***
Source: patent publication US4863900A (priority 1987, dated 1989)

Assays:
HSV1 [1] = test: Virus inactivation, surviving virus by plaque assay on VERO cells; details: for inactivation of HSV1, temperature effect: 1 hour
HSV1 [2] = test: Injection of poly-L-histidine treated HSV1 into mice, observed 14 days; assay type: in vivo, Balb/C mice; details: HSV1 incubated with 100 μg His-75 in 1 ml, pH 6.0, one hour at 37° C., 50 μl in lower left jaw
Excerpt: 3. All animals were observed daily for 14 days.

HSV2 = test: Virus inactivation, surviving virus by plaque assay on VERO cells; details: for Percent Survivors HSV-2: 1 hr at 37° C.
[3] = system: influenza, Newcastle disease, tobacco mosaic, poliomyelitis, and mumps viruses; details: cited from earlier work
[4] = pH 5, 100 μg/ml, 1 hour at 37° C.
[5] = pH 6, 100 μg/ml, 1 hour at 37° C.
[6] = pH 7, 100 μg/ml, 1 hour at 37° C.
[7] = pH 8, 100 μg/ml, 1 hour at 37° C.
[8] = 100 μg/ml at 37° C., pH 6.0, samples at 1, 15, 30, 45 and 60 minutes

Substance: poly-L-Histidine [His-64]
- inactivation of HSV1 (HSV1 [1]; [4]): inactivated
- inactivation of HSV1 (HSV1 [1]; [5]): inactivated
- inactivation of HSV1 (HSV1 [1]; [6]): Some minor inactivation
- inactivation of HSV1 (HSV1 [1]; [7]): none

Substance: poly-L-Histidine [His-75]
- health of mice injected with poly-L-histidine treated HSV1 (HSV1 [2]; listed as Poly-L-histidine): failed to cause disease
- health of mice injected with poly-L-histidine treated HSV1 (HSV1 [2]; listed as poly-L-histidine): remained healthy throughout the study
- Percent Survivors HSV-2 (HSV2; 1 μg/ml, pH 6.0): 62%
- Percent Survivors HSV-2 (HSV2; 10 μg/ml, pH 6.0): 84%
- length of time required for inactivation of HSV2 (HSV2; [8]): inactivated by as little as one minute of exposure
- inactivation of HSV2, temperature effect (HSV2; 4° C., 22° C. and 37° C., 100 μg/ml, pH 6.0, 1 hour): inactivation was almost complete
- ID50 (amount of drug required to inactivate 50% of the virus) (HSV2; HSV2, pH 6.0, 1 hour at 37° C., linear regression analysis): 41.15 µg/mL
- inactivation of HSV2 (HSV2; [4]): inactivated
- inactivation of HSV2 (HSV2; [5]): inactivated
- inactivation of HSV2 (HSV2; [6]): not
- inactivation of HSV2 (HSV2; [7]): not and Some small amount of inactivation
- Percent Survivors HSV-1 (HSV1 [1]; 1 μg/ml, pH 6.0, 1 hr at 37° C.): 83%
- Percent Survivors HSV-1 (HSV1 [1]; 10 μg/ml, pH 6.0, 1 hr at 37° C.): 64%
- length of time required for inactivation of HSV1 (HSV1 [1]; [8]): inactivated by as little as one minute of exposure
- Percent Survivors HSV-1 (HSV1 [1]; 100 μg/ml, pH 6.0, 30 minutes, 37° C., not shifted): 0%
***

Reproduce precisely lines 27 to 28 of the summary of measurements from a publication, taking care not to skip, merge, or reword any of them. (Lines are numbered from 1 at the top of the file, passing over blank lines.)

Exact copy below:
- inactivation of HSV2 (HSV2; [5]): inactivated
- inactivation of HSV2 (HSV2; [6]): not